Understanding the urgency of the situation, Citrix deployed a team of Citrix Consulting architects to provide immediate assistance. In this way, Citrix offered not only the technical solution, but also, the knowledge and experience necessary to implement the solution on a truncated timeline. Both Citrix Consulting and the Priority Plus engagement with Illinois have been instrumental in the initial implementation and in ongoing support efforts, as the environment continues to grow.

Citrix ADC and Remote PC VDA enabled remote workers

Thanks to existing Citrix Remote PC technology, end users were able to securely access their in-office personal computers while staying safely at home. “Citrix Gateway is the proxy for the connection between the users and the backend,” explains Adam Ford, Illinois Chief Information Security Officer (CISO). “The Virtual Delivery Agent (VDA) allows the Windows desktop console to be remotely delivered to the end users’ devices,” he says.

Thanks to the VDA, the team has enabled remote workers to interact with their familiar personal computers and devices. This strategy enabled the largest possible user base to get up and running at home quickly. The reality was that workers’ personal desktops are already set up for their daily duties -- most already have the software that they need. Additionally, the employees are familiar with the layout of their own devices. The new access method also alleviated worries about interoperability – the kinds of issues that the IT team would expect to deal with if they had tried to re-platform all of the apps onto a Windows 10 virtual desktop image, for example.

A zero trust approach against unforeseeable challengers

In transitioning the IT environment to accommodate remote work, the IT team needed to ensure the security of sensitive data. Remote computers, including employee-owned computers, had to be able to access state resources, but there also needed to be security measures in place. “No file copying,” and “disabled printing” are examples. With this strategy, employees could do work from their home computers with less risk and without bringing unmanaged computers into the state’s network.

The new environment is a facilitation of the zero trust strategy that was already in place in the state’s IT environment. “We provide the workers with access specifically to the resources they're supposed to have – on their PCs. It's a kind of zero trust implementation against unforeseeable challengers,” Ford notes.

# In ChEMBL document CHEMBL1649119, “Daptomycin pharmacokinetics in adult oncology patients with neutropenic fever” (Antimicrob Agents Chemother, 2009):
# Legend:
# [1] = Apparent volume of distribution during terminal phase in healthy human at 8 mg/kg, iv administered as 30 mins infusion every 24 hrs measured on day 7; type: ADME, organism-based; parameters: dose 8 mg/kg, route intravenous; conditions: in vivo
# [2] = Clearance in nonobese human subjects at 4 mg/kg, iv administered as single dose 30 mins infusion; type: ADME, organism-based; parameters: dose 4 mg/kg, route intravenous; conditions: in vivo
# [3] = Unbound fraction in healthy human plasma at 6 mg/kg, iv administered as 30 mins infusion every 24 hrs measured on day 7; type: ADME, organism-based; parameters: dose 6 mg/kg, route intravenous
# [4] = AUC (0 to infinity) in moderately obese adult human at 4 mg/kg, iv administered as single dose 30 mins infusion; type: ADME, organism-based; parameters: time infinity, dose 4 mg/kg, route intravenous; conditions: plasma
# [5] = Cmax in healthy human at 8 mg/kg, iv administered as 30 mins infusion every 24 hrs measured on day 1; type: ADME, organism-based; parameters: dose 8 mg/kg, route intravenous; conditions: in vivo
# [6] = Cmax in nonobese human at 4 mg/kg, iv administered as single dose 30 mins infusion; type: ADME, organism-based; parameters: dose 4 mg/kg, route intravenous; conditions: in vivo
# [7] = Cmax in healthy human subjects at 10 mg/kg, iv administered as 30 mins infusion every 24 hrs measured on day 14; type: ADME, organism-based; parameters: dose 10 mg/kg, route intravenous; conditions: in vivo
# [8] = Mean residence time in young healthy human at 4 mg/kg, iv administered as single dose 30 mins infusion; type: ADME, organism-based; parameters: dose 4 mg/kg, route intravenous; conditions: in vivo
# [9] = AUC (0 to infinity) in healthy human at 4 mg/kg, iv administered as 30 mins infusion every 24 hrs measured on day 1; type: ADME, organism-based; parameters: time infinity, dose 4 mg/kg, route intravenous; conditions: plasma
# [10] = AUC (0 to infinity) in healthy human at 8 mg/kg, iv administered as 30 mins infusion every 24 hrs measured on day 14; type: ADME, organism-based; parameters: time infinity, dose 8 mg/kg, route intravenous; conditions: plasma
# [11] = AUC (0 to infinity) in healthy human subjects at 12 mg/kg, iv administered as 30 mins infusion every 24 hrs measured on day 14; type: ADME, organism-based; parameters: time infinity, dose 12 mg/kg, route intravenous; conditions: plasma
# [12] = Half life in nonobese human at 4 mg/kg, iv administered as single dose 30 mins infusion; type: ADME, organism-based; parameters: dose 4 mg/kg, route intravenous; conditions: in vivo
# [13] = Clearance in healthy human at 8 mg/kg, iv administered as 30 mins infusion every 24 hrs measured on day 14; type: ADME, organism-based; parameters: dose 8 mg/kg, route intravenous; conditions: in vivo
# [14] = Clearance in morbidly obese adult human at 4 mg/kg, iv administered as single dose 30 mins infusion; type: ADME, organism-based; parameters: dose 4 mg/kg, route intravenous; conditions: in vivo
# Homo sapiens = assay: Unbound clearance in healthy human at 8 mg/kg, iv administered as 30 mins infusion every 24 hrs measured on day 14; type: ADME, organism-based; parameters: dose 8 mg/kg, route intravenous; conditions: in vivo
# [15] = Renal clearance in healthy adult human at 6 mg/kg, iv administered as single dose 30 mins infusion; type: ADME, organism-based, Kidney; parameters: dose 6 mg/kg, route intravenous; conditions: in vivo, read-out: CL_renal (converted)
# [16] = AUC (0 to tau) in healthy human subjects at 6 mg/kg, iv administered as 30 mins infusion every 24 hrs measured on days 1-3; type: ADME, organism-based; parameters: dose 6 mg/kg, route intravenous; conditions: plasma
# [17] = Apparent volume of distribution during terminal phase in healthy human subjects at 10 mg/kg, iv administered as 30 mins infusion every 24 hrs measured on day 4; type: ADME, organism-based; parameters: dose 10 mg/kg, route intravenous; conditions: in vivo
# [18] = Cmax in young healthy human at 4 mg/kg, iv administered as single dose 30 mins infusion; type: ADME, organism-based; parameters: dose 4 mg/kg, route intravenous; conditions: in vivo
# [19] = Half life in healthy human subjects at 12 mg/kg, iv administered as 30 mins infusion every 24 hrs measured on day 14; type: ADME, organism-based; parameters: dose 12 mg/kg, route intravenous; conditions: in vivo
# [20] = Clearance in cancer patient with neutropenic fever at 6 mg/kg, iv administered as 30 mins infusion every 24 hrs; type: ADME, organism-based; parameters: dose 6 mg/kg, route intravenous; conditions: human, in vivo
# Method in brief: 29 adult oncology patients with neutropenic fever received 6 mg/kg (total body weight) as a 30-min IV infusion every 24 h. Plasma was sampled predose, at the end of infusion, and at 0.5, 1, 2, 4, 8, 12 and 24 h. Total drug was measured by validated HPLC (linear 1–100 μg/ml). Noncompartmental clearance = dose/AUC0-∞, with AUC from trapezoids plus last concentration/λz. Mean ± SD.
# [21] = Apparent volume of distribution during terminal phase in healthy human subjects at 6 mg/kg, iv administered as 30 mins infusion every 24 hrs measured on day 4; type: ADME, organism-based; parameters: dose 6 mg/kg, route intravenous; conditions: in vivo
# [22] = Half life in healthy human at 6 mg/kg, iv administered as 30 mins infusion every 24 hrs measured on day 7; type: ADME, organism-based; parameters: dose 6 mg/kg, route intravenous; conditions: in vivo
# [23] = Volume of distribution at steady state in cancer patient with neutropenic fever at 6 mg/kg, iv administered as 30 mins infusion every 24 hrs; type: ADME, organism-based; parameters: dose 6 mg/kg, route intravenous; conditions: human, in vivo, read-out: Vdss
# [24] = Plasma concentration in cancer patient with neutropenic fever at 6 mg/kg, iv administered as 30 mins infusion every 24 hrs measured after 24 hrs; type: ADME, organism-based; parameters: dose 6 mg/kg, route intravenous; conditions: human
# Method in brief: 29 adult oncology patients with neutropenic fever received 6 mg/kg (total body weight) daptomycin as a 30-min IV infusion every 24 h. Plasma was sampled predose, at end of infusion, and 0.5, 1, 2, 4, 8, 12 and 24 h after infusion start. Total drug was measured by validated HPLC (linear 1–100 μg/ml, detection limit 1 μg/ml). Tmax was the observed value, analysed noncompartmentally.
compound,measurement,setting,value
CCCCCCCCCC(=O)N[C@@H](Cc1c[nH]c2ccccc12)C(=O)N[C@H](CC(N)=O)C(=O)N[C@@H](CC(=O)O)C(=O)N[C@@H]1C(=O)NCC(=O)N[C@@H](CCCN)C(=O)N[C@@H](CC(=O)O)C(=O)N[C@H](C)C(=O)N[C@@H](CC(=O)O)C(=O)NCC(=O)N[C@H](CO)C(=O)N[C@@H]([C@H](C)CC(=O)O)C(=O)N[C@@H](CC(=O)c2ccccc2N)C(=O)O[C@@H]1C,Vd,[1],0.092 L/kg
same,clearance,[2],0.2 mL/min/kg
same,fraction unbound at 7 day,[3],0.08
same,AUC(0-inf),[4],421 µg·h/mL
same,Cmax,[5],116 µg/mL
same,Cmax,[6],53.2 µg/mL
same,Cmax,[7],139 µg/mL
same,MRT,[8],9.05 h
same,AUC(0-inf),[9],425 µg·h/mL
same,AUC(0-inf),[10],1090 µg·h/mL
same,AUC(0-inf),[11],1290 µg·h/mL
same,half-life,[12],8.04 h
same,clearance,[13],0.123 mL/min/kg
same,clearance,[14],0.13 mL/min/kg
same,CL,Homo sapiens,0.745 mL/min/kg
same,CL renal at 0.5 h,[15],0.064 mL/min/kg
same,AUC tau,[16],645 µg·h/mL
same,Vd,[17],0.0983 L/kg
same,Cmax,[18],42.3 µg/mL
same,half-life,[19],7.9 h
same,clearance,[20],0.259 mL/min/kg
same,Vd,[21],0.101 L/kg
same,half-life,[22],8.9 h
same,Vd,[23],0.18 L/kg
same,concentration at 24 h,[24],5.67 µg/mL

Training is a key part of the solution

In a very short time, the team already has imported nearly 30,000 virtual desktops, enabling nearly 25,000 to work remotely already. The number of Citrix concurrent users has already surpassed 8,000 and continues to grow.

Standing up the environment was only part of the challenge, though. Many state employees have never worked remotely. The IT team had to respond to the statewide stay-at-home mandate from Illinois Governor JB Pritzker, not only with the digital technology deployment, but also, with telephone resources and training modules to make the transition to remote work easier for novices. This, too, was a significant undertaking.

There are lessons learned and there is the possibility of repeatability

The team is particularly gratified that the initiative has been so successful that it can be deemed a potential blueprint for other similar projects in other states. Despite the fact that the environment evolved over a matter of days rather than over a period of months and multiple iterations, the basic steps and requirements are sound and repeatable.

From a national crisis comes a state of preparedness

In this latest deployment, the State of Illinois IT Team exceeded expectations. Together with Citrix as a close partner, they managed a multi-scope project in record time, including building a system, identifying support resources and constraints, distributing end user training, and collecting user data. This was a massive undertaking, the results of which materialized in a number of days.

“Thanks to Citrix and our entire team of suppliers, we enacted a twentyfold increase in accommodating remote workers,” notes Guerrier. “In addition, we were able to immediately support an urgent public safety directive from the Governor of Illinois.” What the team also did was to turn a national crisis into an opportunity to modernize and prepare its environment for the future.

About Citrix
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We were able to immediately support an urgent public safety directive from the Governor of Illinois. Thanks to Citrix and our entire team of suppliers, we enacted a twentyfold increase in accommodating remote workers.
Ron Guerrier
CIO and Secretary of Innovation & Technology
State of Illinois


Citrix products

The solution

  • Citrix Virtual Apps and Desktops, along with the Citrix Virtual Delivery Agent (VDA) allows remote access to a Windows desktop from any device.
  • Citrix Gateway provides secure access to virtual applications and desktops.
  • A host of other suppliers’ solutions combined with Citrix solutions to enable the State of Illinois employee user base to work remotely.